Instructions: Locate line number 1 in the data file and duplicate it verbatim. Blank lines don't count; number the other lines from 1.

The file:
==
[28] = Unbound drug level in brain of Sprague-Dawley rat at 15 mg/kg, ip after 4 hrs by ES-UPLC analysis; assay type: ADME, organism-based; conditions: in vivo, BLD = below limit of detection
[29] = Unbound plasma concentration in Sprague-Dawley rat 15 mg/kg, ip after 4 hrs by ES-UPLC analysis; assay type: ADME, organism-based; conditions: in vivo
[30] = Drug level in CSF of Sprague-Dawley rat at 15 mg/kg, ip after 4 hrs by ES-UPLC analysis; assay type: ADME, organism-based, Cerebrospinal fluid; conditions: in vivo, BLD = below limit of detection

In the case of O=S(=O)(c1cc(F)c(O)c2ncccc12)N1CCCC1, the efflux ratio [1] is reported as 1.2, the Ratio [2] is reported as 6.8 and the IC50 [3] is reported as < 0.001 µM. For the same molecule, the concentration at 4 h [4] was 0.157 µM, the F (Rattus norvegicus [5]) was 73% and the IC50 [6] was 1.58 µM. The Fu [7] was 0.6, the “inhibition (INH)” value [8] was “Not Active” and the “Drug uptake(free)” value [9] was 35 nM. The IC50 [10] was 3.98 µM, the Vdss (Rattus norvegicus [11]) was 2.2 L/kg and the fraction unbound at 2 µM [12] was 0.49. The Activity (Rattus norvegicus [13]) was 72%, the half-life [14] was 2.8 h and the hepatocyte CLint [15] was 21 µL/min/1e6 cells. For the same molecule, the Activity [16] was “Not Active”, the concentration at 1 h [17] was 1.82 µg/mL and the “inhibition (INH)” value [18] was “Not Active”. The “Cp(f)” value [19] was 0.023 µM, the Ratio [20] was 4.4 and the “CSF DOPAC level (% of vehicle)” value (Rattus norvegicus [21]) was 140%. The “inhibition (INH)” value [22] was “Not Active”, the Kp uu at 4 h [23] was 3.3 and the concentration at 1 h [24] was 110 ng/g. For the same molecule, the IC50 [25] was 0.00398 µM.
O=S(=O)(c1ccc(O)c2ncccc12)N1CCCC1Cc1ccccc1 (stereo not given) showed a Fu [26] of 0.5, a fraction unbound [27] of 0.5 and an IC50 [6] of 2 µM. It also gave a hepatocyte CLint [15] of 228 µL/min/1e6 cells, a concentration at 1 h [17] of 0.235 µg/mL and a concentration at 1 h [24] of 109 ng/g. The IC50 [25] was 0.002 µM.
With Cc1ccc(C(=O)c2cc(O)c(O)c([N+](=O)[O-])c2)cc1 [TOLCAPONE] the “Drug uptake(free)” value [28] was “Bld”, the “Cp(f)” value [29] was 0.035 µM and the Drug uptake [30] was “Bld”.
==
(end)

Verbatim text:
[28] = Unbound drug level in brain of Sprague-Dawley rat at 15 mg/kg, ip after 4 hrs by ES-UPLC analysis; assay type: ADME, organism-based; conditions: in vivo, BLD = below limit of detection